Jonathan Safran Foer

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Jonathan Safran Foer

Safran Foer at the Brooklyn Book Festival
Born 1977
Washington, D.C.
Occupation novelist, short story writer
Nationality  United States
Official website

Jonathan Safran Foer (born 1977) is an American writer best known for his 2002 novel Everything Is Illuminated. He lives in Brooklyn, New York, with his wife, the novelist Nicole Krauss, and their son, Sasha.


[edit] Biography

Born in Washington, D.C., Foer attended Georgetown Day School and Princeton University, where he studied philosophy and literature and was awarded the Senior Creative Writing Thesis Prize. In 2000, he was awarded the Zoetrope: All-Story Fiction Prize and in 2007 he was included in Granta's Best of Young American Novelists 2.[2] He is the editor of the anthology A Convergence of Birds: Original Fiction and Poetry Inspired by the Work of Joseph Cornell, for which he also wrote the short story "If the Aging Magician Should Begin to Believe." At Princeton, he took a class with Joyce Carol Oates, who took an interest in him and helped launch him to broad fame.[3]

He was awarded a Bronfman Youth Fellowships in Israel fellowship for study in Israel.

Foer has been published in the Paris Review, Conjunctions, The New York Times, and The New Yorker. His short stories include "A Primer for the Punctuation of Heart Disease," which originally appeared in The New Yorker and can also be found in The Burned Children of America, a collection of short stories edited by Marco Cassini and Martina Testa; and in The Unabridged Pocketbook of Lightning, produced as part of the Pocket Penguins series.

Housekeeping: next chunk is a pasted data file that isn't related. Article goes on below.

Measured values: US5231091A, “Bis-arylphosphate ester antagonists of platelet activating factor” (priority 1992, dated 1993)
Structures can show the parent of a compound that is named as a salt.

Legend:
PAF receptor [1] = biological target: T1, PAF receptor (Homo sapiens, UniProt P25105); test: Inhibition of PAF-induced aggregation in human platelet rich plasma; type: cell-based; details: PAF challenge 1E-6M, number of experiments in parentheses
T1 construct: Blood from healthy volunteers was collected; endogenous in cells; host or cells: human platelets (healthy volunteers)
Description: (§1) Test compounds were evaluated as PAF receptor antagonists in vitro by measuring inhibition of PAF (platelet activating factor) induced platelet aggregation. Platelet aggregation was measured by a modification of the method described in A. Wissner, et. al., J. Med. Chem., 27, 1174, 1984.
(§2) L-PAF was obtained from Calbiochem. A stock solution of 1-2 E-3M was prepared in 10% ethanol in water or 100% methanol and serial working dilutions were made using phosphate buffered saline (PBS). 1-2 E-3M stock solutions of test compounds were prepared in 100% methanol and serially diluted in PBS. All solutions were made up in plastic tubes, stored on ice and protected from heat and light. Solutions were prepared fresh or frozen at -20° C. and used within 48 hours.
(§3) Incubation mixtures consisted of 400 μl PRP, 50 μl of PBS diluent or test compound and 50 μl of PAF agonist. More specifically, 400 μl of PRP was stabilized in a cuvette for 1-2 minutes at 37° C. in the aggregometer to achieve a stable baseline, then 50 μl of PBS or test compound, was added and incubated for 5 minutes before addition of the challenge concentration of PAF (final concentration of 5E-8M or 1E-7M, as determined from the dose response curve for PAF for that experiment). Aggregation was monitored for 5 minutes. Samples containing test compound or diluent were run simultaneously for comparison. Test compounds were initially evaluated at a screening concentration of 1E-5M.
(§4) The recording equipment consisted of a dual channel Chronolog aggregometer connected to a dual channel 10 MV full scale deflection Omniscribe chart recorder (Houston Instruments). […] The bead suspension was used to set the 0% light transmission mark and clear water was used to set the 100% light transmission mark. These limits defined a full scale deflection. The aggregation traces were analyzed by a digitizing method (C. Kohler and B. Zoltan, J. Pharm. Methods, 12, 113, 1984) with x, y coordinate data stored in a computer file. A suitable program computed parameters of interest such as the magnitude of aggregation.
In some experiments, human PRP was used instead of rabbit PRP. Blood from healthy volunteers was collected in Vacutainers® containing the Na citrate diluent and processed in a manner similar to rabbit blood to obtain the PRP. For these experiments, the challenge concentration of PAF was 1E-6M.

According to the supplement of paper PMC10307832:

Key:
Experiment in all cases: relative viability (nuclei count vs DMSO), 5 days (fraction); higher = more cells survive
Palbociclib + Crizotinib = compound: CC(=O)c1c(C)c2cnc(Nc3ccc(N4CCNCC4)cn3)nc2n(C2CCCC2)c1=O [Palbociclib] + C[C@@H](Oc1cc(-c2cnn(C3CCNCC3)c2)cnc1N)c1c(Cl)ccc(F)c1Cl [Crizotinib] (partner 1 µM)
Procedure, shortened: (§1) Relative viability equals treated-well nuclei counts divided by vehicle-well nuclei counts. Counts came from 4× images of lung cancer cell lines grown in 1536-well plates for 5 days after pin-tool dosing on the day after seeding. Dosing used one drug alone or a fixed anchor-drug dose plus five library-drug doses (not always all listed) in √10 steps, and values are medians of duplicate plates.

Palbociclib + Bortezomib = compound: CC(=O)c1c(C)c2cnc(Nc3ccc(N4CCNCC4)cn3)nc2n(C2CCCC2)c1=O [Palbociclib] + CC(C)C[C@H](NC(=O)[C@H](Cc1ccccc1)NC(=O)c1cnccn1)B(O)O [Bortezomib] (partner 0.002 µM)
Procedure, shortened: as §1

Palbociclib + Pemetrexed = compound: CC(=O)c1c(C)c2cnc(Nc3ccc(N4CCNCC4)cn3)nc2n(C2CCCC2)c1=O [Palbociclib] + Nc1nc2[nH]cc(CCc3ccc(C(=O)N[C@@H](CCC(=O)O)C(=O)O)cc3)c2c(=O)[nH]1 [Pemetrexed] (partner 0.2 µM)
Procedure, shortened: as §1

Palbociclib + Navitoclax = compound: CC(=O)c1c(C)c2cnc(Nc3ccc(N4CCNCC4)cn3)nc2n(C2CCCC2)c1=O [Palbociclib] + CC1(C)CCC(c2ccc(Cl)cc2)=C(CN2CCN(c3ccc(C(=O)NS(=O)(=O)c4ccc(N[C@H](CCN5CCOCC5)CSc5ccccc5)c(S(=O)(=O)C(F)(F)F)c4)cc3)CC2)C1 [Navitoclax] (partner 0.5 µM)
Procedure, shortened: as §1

He traveled to Ukraine in 1999 to research his grandfather's life. This trip resulted in the inspiration for his debut novel, Everything Is Illuminated, published in 2002 by Houghton Mifflin. The book garnered him a National Jewish Book Award and a Guardian First Book Award. The book was adapted into a film version in 2005, directed by Liev Schreiber, with Elijah Wood in the lead role.

In his second novel, Extremely Loud and Incredibly Close, published in 2005, Foer used 9/11 as a backdrop of the story of 9-year-old Oskar Schell, who learns how to deal with the death of his father in the World Trade Center. Extremely Loud and Incredibly Close utilized many nontraditional writing techniques. It follows multiple but interconnected storylines, is peppered with photographs of doorknobs and other such oddities, and ends with a 14-page flipbook. Foer's utilization of these techniques resulted in both glowing praise and excoriation from critics. Despite diverse criticism, the novel sold briskly and was translated into several languages. In addition, the film rights were purchased by Warner Bros. and Paramount for a film to be produced by Scott Rudin.[4]

A vegetarian since the age of 10, Foer recorded the narration of "If This is Kosher...."[5] (2006), a harsh exposé of the kosher certification process that advocates vegetarianism and also includes the Rabbis David Wolpe and Irving Greenberg.

Foer is the middle child of three sons. His older brother Franklin is the editor of The New Republic. His younger brother Joshua is a freelance journalist specializing in science writing. Foer married Nicole Krauss in June 2004. Their first child, Sasha, was born in February 2006.